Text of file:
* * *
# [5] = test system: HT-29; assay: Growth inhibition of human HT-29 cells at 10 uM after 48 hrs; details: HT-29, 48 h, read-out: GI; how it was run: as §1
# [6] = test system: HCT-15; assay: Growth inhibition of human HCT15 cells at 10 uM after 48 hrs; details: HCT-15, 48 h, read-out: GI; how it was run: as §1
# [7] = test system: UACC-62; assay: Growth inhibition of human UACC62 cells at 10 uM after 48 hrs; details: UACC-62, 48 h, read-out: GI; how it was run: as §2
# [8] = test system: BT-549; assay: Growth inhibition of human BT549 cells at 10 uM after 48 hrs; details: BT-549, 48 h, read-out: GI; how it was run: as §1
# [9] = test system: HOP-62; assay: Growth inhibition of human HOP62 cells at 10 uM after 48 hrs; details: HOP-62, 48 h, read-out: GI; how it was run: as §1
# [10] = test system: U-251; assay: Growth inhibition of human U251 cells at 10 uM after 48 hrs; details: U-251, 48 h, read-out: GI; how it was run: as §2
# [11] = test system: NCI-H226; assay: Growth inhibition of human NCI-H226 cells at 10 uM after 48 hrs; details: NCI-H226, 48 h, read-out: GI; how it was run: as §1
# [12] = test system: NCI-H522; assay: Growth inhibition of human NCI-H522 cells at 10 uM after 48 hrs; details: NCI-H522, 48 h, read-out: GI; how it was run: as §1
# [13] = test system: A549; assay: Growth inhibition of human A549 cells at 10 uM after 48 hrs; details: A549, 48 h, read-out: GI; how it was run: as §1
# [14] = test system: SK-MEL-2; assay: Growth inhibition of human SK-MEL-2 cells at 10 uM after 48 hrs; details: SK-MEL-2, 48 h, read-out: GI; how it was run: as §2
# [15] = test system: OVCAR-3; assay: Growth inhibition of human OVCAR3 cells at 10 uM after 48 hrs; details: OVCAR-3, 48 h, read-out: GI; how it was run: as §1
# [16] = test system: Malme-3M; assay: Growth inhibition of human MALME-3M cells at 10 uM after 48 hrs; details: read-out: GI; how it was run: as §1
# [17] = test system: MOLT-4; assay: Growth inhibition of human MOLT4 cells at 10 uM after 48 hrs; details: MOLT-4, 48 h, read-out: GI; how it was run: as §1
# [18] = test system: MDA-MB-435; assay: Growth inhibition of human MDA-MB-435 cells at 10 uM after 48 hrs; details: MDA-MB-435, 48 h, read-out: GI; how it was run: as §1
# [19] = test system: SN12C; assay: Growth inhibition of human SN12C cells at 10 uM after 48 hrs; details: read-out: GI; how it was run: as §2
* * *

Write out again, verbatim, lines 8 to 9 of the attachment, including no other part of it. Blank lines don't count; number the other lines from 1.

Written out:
# [12] = test system: NCI-H522; assay: Growth inhibition of human NCI-H522 cells at 10 uM after 48 hrs; details: NCI-H522, 48 h, read-out: GI; how it was run: as §1
# [13] = test system: A549; assay: Growth inhibition of human A549 cells at 10 uM after 48 hrs; details: A549, 48 h, read-out: GI; how it was run: as §1